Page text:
Great Eastern Run: Police urged to reveal more details behind race cancellation
Police are being urged to reveal more information on the advice they gave that lead to the Great Eastern Run being cancelled after the force declined to answer further questions on yesterday’s events.
Thousands of runners were left disappointed after the half marathon was called off yesterday morning following a report to the police of a man acting suspiciously in Alexandra Road in the city’s North ward.
Armed police attended the scene, with the decision taken a short time later by race organiser Jon Marsden to call the race off after he was briefed on the unfolding situation.
However, the incident later turned out to be a false alarm, with Cambridgeshire police stating: “We take all calls extremely seriously, even more so in light of recent events across the country”,
The force, though, refused this morning to answer any further questions on the incident, including whether anyone was arrested or if rumours circulating among the media - and social media - of a bomb scare were correct.
A spokeswoman for the force said only that the witness who called 999 was “acting in good faith but this is thought to have been misinterpreted”.
In response, the Peterborough City Council cabinet member responsible for the event, Cllr Steve Allen, said he believed the public should be told more about the circumstances surrounding the its cancellation, even if it was not immediately.
He told the Peterborough Telegraph: “I’m sure at some stage the police will be more forthcoming - we would all like to know what actually occurred to make the member of public make the call. But at this stage I’m confident the police did the right thing and the race organiser did the right thing.”
Mr Marsden said yesterday he was “shell shocked” by what had happened, but that runners had been “extremely understanding”.
He added: “We’re really disappointed we had to cancel the event. We do apologise to all the people who had booked their run with us, but unfortunately an incident occurred around 20 minutes before the start of the half marathon where the police were concerned about the behaviour of an individual on the course at the particular time which required investigation.
“Unfortunately, because of the time it took to do that, and we work very closely with the police, we then had to consider the issues around the runners who were waiting - people were starting to suffer with hypothermia.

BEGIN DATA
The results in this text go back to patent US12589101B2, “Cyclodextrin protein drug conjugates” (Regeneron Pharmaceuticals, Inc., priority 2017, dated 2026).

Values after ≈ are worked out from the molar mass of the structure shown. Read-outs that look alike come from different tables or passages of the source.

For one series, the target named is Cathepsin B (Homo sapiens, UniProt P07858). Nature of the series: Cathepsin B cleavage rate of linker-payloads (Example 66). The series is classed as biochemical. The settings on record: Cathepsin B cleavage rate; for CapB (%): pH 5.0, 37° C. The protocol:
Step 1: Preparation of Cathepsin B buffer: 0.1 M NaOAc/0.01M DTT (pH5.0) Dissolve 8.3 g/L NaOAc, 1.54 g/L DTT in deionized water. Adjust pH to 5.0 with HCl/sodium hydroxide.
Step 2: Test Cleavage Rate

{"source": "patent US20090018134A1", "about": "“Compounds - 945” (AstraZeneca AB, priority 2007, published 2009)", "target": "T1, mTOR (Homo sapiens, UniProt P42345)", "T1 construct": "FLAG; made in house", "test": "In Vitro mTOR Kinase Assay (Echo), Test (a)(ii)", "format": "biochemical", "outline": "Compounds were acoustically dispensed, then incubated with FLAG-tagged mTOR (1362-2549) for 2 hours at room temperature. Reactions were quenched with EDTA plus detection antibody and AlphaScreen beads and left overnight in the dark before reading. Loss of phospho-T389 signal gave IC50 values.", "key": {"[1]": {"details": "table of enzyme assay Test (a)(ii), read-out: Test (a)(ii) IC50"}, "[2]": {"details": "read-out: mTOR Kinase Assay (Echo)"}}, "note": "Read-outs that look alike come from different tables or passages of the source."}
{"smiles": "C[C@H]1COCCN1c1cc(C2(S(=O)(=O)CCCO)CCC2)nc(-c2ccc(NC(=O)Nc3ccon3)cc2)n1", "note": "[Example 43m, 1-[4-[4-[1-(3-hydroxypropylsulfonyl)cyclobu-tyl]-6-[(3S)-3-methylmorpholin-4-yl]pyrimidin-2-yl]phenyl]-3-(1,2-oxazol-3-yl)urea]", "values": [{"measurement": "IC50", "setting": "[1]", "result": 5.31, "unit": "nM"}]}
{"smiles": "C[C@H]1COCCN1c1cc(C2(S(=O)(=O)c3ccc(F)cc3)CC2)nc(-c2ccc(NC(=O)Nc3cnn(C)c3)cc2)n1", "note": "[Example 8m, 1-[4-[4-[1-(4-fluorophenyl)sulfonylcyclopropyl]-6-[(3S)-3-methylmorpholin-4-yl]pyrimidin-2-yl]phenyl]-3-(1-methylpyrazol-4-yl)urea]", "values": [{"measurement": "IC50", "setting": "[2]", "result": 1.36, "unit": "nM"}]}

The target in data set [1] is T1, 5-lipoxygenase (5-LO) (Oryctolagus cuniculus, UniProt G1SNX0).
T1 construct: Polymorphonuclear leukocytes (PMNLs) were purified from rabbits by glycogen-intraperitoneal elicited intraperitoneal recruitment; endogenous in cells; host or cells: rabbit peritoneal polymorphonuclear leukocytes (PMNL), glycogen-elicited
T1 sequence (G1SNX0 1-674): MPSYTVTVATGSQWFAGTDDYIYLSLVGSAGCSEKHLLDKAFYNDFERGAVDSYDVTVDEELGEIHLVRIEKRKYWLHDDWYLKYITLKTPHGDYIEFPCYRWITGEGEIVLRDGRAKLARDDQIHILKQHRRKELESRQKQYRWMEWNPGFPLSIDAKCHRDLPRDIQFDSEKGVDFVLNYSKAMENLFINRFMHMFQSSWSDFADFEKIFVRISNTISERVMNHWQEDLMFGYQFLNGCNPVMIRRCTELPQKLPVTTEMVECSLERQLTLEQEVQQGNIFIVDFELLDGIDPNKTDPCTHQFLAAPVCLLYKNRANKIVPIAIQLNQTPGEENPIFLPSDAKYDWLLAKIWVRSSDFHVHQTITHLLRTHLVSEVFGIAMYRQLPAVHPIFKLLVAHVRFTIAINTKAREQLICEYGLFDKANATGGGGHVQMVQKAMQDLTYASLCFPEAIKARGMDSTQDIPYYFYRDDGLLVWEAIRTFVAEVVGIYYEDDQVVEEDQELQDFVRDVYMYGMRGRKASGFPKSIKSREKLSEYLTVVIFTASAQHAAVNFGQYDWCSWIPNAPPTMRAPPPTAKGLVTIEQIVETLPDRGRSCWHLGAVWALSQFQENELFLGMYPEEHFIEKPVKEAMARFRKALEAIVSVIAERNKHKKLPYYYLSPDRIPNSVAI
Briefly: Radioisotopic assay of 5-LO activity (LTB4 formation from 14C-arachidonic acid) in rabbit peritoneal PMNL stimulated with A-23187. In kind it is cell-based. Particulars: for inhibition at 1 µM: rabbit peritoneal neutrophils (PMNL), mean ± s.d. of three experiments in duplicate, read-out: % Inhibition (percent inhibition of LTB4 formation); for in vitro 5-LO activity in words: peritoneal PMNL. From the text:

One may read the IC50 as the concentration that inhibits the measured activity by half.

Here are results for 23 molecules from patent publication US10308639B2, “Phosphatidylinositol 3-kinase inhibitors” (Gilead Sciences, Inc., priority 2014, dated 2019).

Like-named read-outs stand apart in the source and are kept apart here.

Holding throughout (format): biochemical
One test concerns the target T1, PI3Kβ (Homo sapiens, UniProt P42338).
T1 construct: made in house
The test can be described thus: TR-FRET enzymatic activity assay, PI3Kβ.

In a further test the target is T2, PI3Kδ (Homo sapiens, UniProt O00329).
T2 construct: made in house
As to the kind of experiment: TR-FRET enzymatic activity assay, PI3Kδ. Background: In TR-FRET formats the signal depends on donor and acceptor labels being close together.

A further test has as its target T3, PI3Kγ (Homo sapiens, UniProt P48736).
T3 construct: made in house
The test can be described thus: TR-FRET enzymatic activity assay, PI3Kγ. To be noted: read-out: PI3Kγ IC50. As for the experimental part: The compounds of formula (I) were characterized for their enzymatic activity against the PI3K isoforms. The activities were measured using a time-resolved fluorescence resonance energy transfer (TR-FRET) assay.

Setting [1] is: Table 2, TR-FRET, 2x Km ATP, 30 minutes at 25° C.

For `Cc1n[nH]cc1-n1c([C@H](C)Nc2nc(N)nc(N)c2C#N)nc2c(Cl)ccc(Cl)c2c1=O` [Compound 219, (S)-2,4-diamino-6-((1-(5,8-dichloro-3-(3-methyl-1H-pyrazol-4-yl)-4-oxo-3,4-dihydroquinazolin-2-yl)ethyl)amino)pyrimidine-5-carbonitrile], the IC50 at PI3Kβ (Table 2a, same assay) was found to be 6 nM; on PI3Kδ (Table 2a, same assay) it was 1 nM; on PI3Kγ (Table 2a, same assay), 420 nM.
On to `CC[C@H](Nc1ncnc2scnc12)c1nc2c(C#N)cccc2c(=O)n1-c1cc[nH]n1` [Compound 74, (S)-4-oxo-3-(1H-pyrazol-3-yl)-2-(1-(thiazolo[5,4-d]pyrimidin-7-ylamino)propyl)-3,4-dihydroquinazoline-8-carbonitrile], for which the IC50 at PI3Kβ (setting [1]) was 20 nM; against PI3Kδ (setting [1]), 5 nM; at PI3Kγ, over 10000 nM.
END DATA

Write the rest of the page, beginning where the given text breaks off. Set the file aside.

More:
“And also we had to consider the road closures because we have guaranteed to city residents that we would reopen these roads by two o’clock.”
All runners will now be contacted this week to be offered refunds or entry into next year’s race.
Police and Crime Commissioner Jason Ablewhite said: “We all have to be mindful of the environment we continue to live in. We have to be vigilant and act on any suspicions we may have.
“I have received reassurance from the Chief Constable that on this occasion the police reacted to information from a member of the public and the decision made by the organisers to suspend the race was ultimately theirs to make.
“Given recent events, such as what took place at Manchester’s Arndale Centre last week, you will understand that community safety is paramount.”
Asked if the police should reveal more to the public about yesterday’s incident, a spokeswoman for Mr Ablewhite said: “The decision by the police not to release any further information about what happened is for them to make and Jason has the Chief Constable’s reassurance to that effect.”
Cllr Allen backed the decision to call off the half marathon.
He said: “It was a very difficult decision to make with very short notice. It was unenviable but the right decision.
“On this occasion it was a false alarm, but if it had not been and Mr Marsden had made the decision to go ahead, it would have been unthinkable.”
Asked if there were any concerns there could be an impact on the number of runners taking part at the half marathon in the future, he replied: “It was all over the media nationally and locally so I’m sure the race will be more in people’s minds.
“Perhaps those that did not run this year will leave their fee to race next year, and hopefully more will come along because of the unfortunate publicity this incident generated.”
The wheelchair race was also cancelled with the competitors on the start, meaning the only event which did go ahead yesterday was the 5km Anna’s Hope fun run.
Mr Marsden added: “We had a fantastic fun run. There were nearly 1,000 people who took part in that. There were young people, elderly people, families, and everybody had a superb run.
“It was a very, very enjoyable event, but it’s just so disappointing that we couldn’t get the half marathon run.”